Purpose of the Study. Although many young children with a history of allergic reactions or anaphylaxis spend considerable time in child care centers, little is known about the centers’ knowledge of, experience with, and capacity to treat anaphylaxis. The purpose of this study was to evaluate the ability of child care centers to recognize, evaluate, and treat anaphylaxis episodes.
Study Population. Children aged 1 to 6 who attended child care center in the suburbs of Chicago, Illinois.
Methods. Eighty-five independent child care centers in suburbs of Chicago were selected randomly. They were contacted by telephone and asked to join the study by completing an initial questionnaire about allergic reactions and anaphylaxis. The center directors and teachers were then offered an allergy seminar on anaphylaxis avoidance, recognition, evaluation, and treatment. After the seminar, center directors were given a posttest that included some of the questions from the original questionnaire.
Results. Of the 85 centers, 44 agreed to participate. Forty-two centers completed the surveys before the seminar and 39 after the seminar. On average, each center had up to 7 children with an identifiable food allergy. The most commonly reported source of education concerning allergies was information provided by the parents. Before the seminar, 24% of child care centers would administer intramuscular epinephrine for a severe allergic reaction. After the seminar, 77% of centers stated they would administer intramuscular epinephrine (P < .001). In addition, center staff significantly improved their knowledge of symptoms of allergic reactions and the correct methods of intramuscular epinephrine administration.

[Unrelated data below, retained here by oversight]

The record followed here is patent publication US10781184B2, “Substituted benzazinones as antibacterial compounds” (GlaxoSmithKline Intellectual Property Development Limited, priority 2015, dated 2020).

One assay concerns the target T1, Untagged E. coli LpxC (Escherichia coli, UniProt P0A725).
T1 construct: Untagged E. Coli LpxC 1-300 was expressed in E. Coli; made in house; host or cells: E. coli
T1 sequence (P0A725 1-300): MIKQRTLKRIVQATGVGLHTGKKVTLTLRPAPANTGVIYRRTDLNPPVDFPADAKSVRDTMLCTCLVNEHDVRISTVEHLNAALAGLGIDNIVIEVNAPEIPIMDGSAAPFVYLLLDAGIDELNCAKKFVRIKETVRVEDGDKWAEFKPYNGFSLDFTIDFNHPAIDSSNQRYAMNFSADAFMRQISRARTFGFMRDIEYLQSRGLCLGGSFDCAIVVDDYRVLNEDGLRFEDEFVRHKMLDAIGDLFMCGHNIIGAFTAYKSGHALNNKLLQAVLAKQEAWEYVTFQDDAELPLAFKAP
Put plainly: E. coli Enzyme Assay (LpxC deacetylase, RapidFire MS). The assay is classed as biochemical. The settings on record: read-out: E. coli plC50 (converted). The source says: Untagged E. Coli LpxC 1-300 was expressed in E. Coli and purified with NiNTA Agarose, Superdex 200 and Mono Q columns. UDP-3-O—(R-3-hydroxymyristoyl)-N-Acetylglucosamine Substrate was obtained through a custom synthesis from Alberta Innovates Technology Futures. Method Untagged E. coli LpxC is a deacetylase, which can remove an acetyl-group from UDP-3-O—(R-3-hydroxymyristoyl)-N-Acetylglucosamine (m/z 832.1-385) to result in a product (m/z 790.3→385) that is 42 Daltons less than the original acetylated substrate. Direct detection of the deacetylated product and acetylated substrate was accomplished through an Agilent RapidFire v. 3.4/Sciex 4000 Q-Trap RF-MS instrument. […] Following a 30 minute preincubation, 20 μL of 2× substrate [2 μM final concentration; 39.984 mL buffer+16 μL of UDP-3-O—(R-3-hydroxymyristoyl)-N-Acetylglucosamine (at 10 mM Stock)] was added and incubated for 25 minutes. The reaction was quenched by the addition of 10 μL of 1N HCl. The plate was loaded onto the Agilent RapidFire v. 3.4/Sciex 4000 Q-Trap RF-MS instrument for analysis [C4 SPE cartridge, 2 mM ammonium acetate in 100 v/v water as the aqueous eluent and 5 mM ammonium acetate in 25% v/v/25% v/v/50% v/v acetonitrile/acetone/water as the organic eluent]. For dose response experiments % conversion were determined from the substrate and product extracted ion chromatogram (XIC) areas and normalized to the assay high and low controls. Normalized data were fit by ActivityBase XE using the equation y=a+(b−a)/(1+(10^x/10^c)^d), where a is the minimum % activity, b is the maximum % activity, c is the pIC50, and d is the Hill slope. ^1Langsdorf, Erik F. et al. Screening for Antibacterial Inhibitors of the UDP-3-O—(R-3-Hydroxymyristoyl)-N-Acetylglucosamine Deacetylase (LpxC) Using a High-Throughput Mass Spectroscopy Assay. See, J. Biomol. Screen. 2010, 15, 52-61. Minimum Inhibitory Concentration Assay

Conclusions. There is a knowledge deficit in anaphylaxis education at child care centers for children 1 to 6 years old. Intervention with individual education seminars can significantly increase the ability of child care center staff to recognize, evaluate, and treat anaphylaxis.
Reviewer Comments. Although it is encouraging that the staffs at child care centers seem to be able to learn how to recognize and treat allergic reactions and anaphylaxis, it is at the same time discouraging that such a small percentage would have done so correctly before the seminar. Most child care centers receive their education from discussions with parents. However, studies have shown that only 50% of parents could identify all the critical steps for proper usage of epinephrine. Therefore, I agree with the authors that it is critical that health care professionals become more involved in the education of parents and the staffs of child care centers. In addition, detailed treatment plans should be written to help guide centers in the proper care of allergic reactions.
- Copyright © 2006 by the American Academy of Pediatrics